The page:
That doesn't feel good or fair, really, but such is football, I guess, where a game-winning play against an instate rival is rewarded with a broken hip.

Like a crack in a dam eventually leads to catastrophe, this probably was a long time coming. And the culprit is unbeatable. Bill Snyder seems to want to coach until he can't, and it's a wonder if he isn't starting to lose his race against time in the sense of program cycling.

What happened on Saturday is the kind of thing that happens to two types of teams: those on their way up but aren't quite ready to fully compete; and ones that are one their way down, who suddenly lack the on-field consistency, or talent, or buy-in (or all of the above), that makes absolute drubbings impossible. When those holes develop, Saturday happens.

At this juncture, it is hard not to think about the 2004 and 2005 seasons that were rife with quarterback woes, depth chart problems and a loose-soil feel that maybe, just maybe, the game had passed by one of the sport's greatest innovators. The difference between then and now, of course, is that Snyder had the luxury of time back then to step away, rethink things, decide he didn't like how it felt to see his program slip, and devise a way to tirelessly rebuild what he had built before.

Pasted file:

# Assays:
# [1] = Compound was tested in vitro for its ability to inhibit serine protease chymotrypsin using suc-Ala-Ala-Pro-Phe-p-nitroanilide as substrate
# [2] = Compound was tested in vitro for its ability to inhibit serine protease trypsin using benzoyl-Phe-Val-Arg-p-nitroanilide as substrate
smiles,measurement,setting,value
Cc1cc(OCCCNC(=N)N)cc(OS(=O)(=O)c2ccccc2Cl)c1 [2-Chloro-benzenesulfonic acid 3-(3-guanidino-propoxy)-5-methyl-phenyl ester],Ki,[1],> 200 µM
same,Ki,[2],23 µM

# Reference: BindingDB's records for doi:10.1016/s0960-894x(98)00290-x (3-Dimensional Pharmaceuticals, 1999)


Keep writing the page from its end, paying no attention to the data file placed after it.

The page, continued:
This time, it's a decade later, and it's not that K-State can't again devise a years-long plan to restructure, regroup and return to its custom, sustained high level. It's just whether or not there's enough time for the program's greatest coach to be the one to lead that extended charge for a third time.

This revision may need someone who wants to take over more responsibilities instead of less. At this point, it's hard to say whether that lines up well with a 76-year-old Hall of Famer's short-term plans or not.